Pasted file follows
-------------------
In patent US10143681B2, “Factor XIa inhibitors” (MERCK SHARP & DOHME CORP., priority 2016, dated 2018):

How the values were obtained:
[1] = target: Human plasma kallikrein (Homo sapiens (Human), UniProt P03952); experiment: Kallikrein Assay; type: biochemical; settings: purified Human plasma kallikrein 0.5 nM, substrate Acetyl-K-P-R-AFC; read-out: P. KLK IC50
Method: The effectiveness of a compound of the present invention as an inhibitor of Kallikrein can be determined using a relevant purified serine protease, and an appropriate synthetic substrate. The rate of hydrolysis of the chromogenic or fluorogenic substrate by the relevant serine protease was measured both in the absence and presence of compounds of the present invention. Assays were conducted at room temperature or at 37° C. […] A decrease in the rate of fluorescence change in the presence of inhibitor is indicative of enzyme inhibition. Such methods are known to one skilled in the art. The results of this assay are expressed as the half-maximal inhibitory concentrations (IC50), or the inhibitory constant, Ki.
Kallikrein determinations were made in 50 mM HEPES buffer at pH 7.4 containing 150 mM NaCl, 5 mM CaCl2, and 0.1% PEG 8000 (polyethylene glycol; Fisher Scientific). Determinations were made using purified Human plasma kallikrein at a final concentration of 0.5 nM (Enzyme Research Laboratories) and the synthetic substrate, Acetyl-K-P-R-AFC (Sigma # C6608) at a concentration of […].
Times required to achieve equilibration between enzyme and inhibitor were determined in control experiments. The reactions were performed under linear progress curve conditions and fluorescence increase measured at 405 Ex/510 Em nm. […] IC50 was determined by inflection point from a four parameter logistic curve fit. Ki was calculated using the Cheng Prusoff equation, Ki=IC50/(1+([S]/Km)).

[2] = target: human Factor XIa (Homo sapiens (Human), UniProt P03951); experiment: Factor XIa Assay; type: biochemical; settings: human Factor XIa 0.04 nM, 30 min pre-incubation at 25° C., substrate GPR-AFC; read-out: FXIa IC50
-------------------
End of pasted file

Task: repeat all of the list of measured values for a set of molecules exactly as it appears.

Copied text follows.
In patent US10143681B2, “Factor XIa inhibitors” (MERCK SHARP & DOHME CORP., priority 2016, dated 2018):

How the values were obtained:
[1] = target: Human plasma kallikrein (Homo sapiens (Human), UniProt P03952); experiment: Kallikrein Assay; type: biochemical; settings: purified Human plasma kallikrein 0.5 nM, substrate Acetyl-K-P-R-AFC; read-out: P. KLK IC50
Method: The effectiveness of a compound of the present invention as an inhibitor of Kallikrein can be determined using a relevant purified serine protease, and an appropriate synthetic substrate. The rate of hydrolysis of the chromogenic or fluorogenic substrate by the relevant serine protease was measured both in the absence and presence of compounds of the present invention. Assays were conducted at room temperature or at 37° C. […] A decrease in the rate of fluorescence change in the presence of inhibitor is indicative of enzyme inhibition. Such methods are known to one skilled in the art. The results of this assay are expressed as the half-maximal inhibitory concentrations (IC50), or the inhibitory constant, Ki.
Kallikrein determinations were made in 50 mM HEPES buffer at pH 7.4 containing 150 mM NaCl, 5 mM CaCl2, and 0.1% PEG 8000 (polyethylene glycol; Fisher Scientific). Determinations were made using purified Human plasma kallikrein at a final concentration of 0.5 nM (Enzyme Research Laboratories) and the synthetic substrate, Acetyl-K-P-R-AFC (Sigma # C6608) at a concentration of […].
Times required to achieve equilibration between enzyme and inhibitor were determined in control experiments. The reactions were performed under linear progress curve conditions and fluorescence increase measured at 405 Ex/510 Em nm. […] IC50 was determined by inflection point from a four parameter logistic curve fit. Ki was calculated using the Cheng Prusoff equation, Ki=IC50/(1+([S]/Km)).

[2] = target: human Factor XIa (Homo sapiens (Human), UniProt P03951); experiment: Factor XIa Assay; type: biochemical; settings: human Factor XIa 0.04 nM, 30 min pre-incubation at 25° C., substrate GPR-AFC; read-out: FXIa IC50